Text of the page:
Sustainable Retail: Driving the flywheel of sustainability

Welcome to the sustainability column that takes a look at what retailing is doing to address the issues in its industry. Much of the ongoing focus will be on fashion but not exclusively.

This month’s column takes look at the resale market and where the focus needs to be for brand owners to boost the levels of engagement in an area that will be crucial to their long-term sustainability strategies.

We are very pleased to bring this series of columns to you with the much appreciated support of our sponsor Prolog Fulfilment.

When fashion retailers talk about the resale market it is invariably within the context of a sustainability strategy but it is worthwhile to consider that the real drivers of resale are not necessarily about the environment.

For consumers it is more about getting a better deal from buying second-hand rather than new. They can buy into a brand that might be out of reach at full price. And for retailers it is about being able to make money from existing products as opposed to just from new items. These both ultimately contribute to a reduction in the production of goods, which clearly feeds into the sustainability agenda.

Andy Ruben, founder of Trove – a resale platform for brands including Patagonia and Levi’s, says: “Resale is a trade-up market for consumers. Everybody is trading up from somewhere. The driver of resale is about people getting more for their money. The difference between new and used is gone. There is a broad shift taking place in the market.”

But the reality is it is slow. It is understood that Trove’s clients currently generate a modest 1-5% of their revenues from resale. However, this should not deter retailers from pursuing a resale strategy, according to Ruben, because he suggests the current scenario is very much about brands building the revenant infrastructure for the future. They will then hopefully be deriving at least 10% of their turnovers from the resale of their own goods.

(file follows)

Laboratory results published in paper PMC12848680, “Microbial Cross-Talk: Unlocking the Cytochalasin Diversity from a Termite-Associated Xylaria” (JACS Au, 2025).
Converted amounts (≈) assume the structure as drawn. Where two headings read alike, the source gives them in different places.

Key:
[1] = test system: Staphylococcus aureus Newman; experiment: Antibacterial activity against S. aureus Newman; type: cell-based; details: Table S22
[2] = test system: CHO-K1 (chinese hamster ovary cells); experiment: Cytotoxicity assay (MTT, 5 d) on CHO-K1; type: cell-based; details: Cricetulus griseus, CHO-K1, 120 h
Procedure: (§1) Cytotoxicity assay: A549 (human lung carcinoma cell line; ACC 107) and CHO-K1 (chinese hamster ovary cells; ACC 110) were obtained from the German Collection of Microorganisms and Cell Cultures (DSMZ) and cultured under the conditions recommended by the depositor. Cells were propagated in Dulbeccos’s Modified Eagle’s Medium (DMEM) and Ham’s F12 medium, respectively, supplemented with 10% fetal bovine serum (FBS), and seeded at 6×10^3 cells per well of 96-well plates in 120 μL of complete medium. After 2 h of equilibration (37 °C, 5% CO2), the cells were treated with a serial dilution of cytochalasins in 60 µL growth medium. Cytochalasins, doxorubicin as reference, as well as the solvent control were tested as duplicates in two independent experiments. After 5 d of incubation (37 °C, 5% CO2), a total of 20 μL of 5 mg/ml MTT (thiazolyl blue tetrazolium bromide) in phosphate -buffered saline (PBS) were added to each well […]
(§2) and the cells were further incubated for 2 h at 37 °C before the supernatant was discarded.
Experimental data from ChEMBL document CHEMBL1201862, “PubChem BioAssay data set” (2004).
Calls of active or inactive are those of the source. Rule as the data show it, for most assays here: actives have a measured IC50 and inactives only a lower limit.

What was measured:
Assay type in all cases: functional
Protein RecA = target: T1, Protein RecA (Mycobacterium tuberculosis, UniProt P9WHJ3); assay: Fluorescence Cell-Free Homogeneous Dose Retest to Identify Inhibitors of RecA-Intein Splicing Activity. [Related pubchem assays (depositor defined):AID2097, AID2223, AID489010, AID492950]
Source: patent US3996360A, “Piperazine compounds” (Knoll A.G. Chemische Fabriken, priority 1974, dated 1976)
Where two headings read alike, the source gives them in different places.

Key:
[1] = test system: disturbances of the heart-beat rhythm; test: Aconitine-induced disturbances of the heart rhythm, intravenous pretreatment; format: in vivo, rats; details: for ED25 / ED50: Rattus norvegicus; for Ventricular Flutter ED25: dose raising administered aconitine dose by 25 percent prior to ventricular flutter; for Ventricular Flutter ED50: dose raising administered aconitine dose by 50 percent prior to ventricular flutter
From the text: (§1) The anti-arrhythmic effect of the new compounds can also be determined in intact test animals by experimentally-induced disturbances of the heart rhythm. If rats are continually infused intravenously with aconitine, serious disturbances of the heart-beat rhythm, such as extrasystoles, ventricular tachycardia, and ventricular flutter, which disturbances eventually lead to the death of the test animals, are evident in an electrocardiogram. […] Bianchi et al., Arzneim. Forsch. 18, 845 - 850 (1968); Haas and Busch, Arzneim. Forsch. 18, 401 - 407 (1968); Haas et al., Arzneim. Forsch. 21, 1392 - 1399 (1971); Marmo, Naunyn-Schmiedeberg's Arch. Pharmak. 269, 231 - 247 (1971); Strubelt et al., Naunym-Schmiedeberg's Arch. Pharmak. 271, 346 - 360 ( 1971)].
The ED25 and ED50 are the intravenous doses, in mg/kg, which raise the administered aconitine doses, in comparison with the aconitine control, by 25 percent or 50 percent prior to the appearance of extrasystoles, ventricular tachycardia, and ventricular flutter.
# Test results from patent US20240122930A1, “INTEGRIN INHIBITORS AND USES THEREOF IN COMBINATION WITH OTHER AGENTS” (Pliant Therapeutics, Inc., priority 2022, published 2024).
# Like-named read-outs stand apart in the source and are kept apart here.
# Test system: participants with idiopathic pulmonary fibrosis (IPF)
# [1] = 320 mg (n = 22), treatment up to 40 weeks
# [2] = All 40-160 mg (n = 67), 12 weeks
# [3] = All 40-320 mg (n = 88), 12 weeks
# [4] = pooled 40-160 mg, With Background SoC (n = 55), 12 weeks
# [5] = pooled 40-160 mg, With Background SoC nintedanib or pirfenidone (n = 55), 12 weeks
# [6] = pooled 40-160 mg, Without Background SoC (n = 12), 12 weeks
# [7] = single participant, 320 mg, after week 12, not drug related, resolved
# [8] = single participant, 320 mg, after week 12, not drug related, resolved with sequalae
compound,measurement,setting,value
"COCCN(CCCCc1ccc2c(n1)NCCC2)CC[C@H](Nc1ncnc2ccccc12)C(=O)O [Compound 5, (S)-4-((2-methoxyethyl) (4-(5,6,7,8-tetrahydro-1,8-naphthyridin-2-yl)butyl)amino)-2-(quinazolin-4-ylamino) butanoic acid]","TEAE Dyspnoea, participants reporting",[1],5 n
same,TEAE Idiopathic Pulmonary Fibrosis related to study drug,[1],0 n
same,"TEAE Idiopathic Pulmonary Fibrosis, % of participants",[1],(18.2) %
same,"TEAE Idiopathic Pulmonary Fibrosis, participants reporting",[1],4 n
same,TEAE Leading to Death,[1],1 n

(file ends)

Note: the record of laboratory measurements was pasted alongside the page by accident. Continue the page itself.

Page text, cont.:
If these sales are a direct replacement for the sales of new items then it will clearly have a meaningful positive impact on the environment and take the brands into the domain of being more sustainable. This would represent a marked move in the fashion industry away from the current widespread view that the only way to grow their businesses is by boosting sales through the production of more items.

To help shift this mindset brand owners arguably need to gain as much control of the secondary market of their products as possible. They need to ensure their items are not being resold on third-party marketplaces. This way they gain the margin on the resale and this begins to power their sustainability flywheels.

For this to happen the brands need to bump-up the levels of consumer awareness and better promote their own second-hand marketplaces. Customers need to be given sufficient incentive to sell their products to a brand owner via their website as well as the encouragement to purchase from the brand’s marketplace rather than on a third-party site such as eBay or the peer-to-peer platforms including Poshmark and Depop.

There is also a great opportunity to sell returned goods on the marketplace, which would help offset the costs involved in this problematic part of many retailers’ businesses. For this to all work there needs to be a seamless logistics infrastructure underpinning the complex inventory management involved in resale.

Changing the mindset.

What would also undoubtedly oil the wheels of this circular economy activity would be to introduce used goods alongside new items on a brand’s website. Currently there is a universal separation of new and used and this would need to be dismantled. This scenario should not be a conflict as long as the relative margins are carefully calibrated to ensure there is no loss of income from the sale of used items versus the new equivalent.

The sale of used goods also provides the opportunity to introduce new customers to a brand who would not have historically been able to buy into it. This highlights the trading-up dynamic that Ruben suggests is the primary driver for consumer adoption of resale.

What then follows on, of course, is the greater environmental standing of the brand, which will undoubtedly place it in a strong position in the future for when the resale market really becomes a firm feature of the fashion industry.

Glynn Davis, editor, Retail Insider

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